David Adair’s chickens likely won’t be flying their coop.
If one can call their $3,000 custom-made, cedar-sided, insulated henhouse a coop, that is.
Indeed, the Adairs have considered dubbing it the Chicken Palace. Or maybe the Little Spruce Coop. Or even the Blackfish Chicken Shack.
“It’s located in our front yard so we wanted to make sure it was esthetically pleasing as well functional for the chickens themselves,” said Adair, owner of Blackfish Homes in North Vancouver. “They seem pretty happy in there.”
It’s not surprising.
The five-foot-high coop, in the front yard at Westview and Larsen Street in North Vancouver, is like a luxury laneway house for chickens.
Elevated 18 inches above the gravel drive, the 4.5-foot by 5.5-foot coop is constructed of cedar planks and is topped by a green roof — a wooden garden bed stuffed with pots of dill, lettuce, bok choy and flowers — to help keep the inside of the coop cooler in summer and warmer in winter and prevent the chickens, dogs and raccoons from eating the spoils.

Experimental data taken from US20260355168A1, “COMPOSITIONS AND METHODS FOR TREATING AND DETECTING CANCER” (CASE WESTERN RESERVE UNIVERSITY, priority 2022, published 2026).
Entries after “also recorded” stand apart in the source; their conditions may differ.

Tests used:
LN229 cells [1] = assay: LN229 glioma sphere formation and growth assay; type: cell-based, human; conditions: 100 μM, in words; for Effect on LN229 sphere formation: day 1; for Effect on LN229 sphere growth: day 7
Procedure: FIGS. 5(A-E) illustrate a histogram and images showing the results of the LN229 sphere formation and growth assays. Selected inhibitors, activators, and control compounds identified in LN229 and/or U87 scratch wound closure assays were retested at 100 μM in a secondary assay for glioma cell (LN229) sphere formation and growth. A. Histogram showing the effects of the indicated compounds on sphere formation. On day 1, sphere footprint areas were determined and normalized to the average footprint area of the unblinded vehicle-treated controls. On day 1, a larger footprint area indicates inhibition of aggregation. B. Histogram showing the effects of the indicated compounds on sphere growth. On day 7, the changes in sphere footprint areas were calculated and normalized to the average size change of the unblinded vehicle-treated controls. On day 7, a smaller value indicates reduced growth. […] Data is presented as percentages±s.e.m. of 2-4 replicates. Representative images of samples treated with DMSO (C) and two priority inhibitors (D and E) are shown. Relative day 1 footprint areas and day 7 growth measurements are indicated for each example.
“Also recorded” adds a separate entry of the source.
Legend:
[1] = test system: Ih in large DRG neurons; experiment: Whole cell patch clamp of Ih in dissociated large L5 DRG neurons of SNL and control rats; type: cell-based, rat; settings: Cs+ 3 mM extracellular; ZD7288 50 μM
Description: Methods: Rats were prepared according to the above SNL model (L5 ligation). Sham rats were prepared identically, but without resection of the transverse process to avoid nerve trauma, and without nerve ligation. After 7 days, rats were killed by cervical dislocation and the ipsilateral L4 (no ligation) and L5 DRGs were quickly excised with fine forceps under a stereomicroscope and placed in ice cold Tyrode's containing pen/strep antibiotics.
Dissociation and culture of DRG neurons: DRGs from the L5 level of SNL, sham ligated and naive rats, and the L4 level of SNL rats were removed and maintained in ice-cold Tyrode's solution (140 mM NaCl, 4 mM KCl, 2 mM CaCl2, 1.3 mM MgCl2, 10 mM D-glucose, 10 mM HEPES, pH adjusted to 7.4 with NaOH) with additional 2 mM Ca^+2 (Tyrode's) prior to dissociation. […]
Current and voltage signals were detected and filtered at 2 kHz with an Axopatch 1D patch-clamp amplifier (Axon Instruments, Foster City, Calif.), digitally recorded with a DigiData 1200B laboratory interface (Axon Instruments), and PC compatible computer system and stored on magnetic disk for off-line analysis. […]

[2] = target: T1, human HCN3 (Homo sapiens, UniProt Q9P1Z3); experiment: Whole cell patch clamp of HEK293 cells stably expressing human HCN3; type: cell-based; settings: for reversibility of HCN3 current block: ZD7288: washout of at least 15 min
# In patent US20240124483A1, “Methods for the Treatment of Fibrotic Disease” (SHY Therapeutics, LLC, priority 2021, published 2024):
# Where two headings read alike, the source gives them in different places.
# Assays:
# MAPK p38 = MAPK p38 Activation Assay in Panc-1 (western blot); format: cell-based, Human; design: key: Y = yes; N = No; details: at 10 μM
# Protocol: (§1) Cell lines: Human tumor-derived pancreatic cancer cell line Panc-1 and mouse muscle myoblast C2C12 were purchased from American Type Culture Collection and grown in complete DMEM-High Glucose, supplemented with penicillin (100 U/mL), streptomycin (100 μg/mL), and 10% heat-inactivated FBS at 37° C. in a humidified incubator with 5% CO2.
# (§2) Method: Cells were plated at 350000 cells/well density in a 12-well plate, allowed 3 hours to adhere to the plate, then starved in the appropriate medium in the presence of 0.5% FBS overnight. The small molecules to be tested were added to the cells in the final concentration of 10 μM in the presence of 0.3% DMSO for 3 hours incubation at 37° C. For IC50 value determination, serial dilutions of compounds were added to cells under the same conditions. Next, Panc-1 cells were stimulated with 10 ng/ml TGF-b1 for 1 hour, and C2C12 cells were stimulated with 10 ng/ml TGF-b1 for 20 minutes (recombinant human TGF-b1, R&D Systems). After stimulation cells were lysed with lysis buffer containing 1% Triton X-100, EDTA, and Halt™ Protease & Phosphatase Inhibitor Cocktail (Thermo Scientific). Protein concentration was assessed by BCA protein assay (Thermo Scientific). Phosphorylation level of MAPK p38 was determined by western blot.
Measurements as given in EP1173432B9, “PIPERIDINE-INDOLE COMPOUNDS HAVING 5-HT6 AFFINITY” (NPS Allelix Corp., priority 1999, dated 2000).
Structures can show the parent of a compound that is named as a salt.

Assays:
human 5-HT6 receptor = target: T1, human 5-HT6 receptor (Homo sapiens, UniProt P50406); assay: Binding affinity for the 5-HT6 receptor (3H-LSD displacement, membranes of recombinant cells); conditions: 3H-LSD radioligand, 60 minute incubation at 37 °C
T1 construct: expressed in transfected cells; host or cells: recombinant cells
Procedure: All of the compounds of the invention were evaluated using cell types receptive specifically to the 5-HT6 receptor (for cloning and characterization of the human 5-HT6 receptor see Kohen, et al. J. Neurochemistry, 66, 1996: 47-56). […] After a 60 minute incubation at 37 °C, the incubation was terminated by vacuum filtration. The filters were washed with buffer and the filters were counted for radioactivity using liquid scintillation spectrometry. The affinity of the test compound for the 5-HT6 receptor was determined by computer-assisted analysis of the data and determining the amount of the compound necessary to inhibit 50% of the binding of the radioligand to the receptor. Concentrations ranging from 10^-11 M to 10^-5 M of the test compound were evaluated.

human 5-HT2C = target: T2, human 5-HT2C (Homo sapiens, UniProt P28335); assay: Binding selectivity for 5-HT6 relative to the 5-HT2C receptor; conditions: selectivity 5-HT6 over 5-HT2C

A black, powder-coated aluminum frame surrounds the chicken run outside with a another garden bed at the foot for more plants or vines that will come after Adair adds a Plexiglas shield to prevent the hens from pecking at it.
A ladder allows the chickens to get from the run outside to the door leading into the henhouse, which has fully insulated, painted pine walls, a straw-covered floor, three laying boxes and roosting bars.
A cage underneath the bars prevents the chicken poo from falling on the ground, keeping the coop fairly clean. And the space under the main living quarters allows the chickens to get some fresh air, along with food and water, when it’s raining or cold outside.
There’s even maid service of sorts: A big door in the back allows the Adairs to get into the coop and tidy up, while a side door allows their three-year-old son to pop in and collect the eggs.
By Kelly Sinoski, Vancouver Sun
June 9, 2014